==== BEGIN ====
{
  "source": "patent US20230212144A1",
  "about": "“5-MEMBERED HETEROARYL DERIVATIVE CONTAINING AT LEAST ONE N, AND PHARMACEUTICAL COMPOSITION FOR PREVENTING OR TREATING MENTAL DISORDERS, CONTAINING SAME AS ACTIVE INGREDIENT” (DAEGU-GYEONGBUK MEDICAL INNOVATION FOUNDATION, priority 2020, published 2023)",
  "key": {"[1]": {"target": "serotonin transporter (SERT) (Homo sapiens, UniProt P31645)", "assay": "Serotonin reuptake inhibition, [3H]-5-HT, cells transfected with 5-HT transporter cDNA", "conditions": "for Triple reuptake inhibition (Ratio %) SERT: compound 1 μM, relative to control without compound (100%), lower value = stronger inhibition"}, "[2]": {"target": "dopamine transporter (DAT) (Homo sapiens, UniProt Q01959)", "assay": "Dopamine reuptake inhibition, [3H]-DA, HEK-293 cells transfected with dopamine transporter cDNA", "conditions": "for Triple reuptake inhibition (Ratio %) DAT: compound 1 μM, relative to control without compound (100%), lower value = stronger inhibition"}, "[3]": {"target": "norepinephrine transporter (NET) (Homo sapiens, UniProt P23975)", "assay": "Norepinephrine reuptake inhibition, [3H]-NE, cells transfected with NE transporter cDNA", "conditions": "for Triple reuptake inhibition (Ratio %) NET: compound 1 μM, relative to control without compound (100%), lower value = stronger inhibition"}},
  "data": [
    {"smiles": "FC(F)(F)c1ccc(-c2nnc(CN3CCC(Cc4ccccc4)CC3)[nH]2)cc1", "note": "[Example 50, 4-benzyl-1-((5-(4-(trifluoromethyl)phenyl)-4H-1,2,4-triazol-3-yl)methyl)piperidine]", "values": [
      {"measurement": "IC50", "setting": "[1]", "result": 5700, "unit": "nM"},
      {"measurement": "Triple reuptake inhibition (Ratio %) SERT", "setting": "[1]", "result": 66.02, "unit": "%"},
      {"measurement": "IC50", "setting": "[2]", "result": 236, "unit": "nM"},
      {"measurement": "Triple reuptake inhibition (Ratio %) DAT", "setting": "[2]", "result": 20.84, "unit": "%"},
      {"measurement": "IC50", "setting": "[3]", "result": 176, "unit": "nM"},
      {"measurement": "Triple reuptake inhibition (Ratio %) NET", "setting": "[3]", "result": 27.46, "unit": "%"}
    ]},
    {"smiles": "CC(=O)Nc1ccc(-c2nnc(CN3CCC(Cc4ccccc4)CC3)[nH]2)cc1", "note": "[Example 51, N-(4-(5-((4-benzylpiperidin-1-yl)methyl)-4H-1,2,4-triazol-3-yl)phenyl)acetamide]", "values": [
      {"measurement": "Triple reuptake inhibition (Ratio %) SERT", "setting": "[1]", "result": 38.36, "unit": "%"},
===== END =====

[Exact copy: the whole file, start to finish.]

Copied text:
{
  "source": "patent US20230212144A1",
  "about": "“5-MEMBERED HETEROARYL DERIVATIVE CONTAINING AT LEAST ONE N, AND PHARMACEUTICAL COMPOSITION FOR PREVENTING OR TREATING MENTAL DISORDERS, CONTAINING SAME AS ACTIVE INGREDIENT” (DAEGU-GYEONGBUK MEDICAL INNOVATION FOUNDATION, priority 2020, published 2023)",
  "key": {"[1]": {"target": "serotonin transporter (SERT) (Homo sapiens, UniProt P31645)", "assay": "Serotonin reuptake inhibition, [3H]-5-HT, cells transfected with 5-HT transporter cDNA", "conditions": "for Triple reuptake inhibition (Ratio %) SERT: compound 1 μM, relative to control without compound (100%), lower value = stronger inhibition"}, "[2]": {"target": "dopamine transporter (DAT) (Homo sapiens, UniProt Q01959)", "assay": "Dopamine reuptake inhibition, [3H]-DA, HEK-293 cells transfected with dopamine transporter cDNA", "conditions": "for Triple reuptake inhibition (Ratio %) DAT: compound 1 μM, relative to control without compound (100%), lower value = stronger inhibition"}, "[3]": {"target": "norepinephrine transporter (NET) (Homo sapiens, UniProt P23975)", "assay": "Norepinephrine reuptake inhibition, [3H]-NE, cells transfected with NE transporter cDNA", "conditions": "for Triple reuptake inhibition (Ratio %) NET: compound 1 μM, relative to control without compound (100%), lower value = stronger inhibition"}},
  "data": [
    {"smiles": "FC(F)(F)c1ccc(-c2nnc(CN3CCC(Cc4ccccc4)CC3)[nH]2)cc1", "note": "[Example 50, 4-benzyl-1-((5-(4-(trifluoromethyl)phenyl)-4H-1,2,4-triazol-3-yl)methyl)piperidine]", "values": [
      {"measurement": "IC50", "setting": "[1]", "result": 5700, "unit": "nM"},
      {"measurement": "Triple reuptake inhibition (Ratio %) SERT", "setting": "[1]", "result": 66.02, "unit": "%"},
      {"measurement": "IC50", "setting": "[2]", "result": 236, "unit": "nM"},
      {"measurement": "Triple reuptake inhibition (Ratio %) DAT", "setting": "[2]", "result": 20.84, "unit": "%"},
      {"measurement": "IC50", "setting": "[3]", "result": 176, "unit": "nM"},
      {"measurement": "Triple reuptake inhibition (Ratio %) NET", "setting": "[3]", "result": 27.46, "unit": "%"}
    ]},
    {"smiles": "CC(=O)Nc1ccc(-c2nnc(CN3CCC(Cc4ccccc4)CC3)[nH]2)cc1", "note": "[Example 51, N-(4-(5-((4-benzylpiperidin-1-yl)methyl)-4H-1,2,4-triazol-3-yl)phenyl)acetamide]", "values": [
      {"measurement": "Triple reuptake inhibition (Ratio %) SERT", "setting": "[1]", "result": 38.36, "unit": "%"},